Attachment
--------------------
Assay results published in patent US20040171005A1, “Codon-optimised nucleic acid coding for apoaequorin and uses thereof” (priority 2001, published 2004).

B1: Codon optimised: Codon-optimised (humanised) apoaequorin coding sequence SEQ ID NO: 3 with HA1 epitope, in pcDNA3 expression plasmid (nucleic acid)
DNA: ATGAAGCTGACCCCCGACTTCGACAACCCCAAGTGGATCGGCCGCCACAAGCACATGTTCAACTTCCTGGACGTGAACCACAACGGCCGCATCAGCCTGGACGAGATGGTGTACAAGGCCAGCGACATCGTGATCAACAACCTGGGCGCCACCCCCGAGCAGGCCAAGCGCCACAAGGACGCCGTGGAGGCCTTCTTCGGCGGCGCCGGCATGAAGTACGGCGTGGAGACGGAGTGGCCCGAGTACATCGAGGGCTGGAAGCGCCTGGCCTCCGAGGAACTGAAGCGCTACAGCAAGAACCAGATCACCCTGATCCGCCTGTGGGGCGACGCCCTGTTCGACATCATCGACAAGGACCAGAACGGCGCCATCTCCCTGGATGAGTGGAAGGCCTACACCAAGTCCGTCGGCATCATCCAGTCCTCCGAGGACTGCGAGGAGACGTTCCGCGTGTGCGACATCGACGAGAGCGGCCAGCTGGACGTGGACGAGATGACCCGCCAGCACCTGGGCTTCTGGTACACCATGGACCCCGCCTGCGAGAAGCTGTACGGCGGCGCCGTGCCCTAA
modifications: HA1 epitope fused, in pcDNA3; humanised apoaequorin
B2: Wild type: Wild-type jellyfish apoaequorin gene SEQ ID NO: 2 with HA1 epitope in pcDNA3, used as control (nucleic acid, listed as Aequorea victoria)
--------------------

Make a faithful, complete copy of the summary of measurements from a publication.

Assay results published in patent US20040171005A1, “Codon-optimised nucleic acid coding for apoaequorin and uses thereof” (priority 2001, published 2004).

B1: Codon optimised: Codon-optimised (humanised) apoaequorin coding sequence SEQ ID NO: 3 with HA1 epitope, in pcDNA3 expression plasmid (nucleic acid)
DNA: ATGAAGCTGACCCCCGACTTCGACAACCCCAAGTGGATCGGCCGCCACAAGCACATGTTCAACTTCCTGGACGTGAACCACAACGGCCGCATCAGCCTGGACGAGATGGTGTACAAGGCCAGCGACATCGTGATCAACAACCTGGGCGCCACCCCCGAGCAGGCCAAGCGCCACAAGGACGCCGTGGAGGCCTTCTTCGGCGGCGCCGGCATGAAGTACGGCGTGGAGACGGAGTGGCCCGAGTACATCGAGGGCTGGAAGCGCCTGGCCTCCGAGGAACTGAAGCGCTACAGCAAGAACCAGATCACCCTGATCCGCCTGTGGGGCGACGCCCTGTTCGACATCATCGACAAGGACCAGAACGGCGCCATCTCCCTGGATGAGTGGAAGGCCTACACCAAGTCCGTCGGCATCATCCAGTCCTCCGAGGACTGCGAGGAGACGTTCCGCGTGTGCGACATCGACGAGAGCGGCCAGCTGGACGTGGACGAGATGACCCGCCAGCACCTGGGCTTCTGGTACACCATGGACCCCGCCTGCGAGAAGCTGTACGGCGGCGCCGTGCCCTAA
modifications: HA1 epitope fused, in pcDNA3; humanised apoaequorin
B2: Wild type: Wild-type jellyfish apoaequorin gene SEQ ID NO: 2 with HA1 epitope in pcDNA3, used as control (nucleic acid, listed as Aequorea victoria)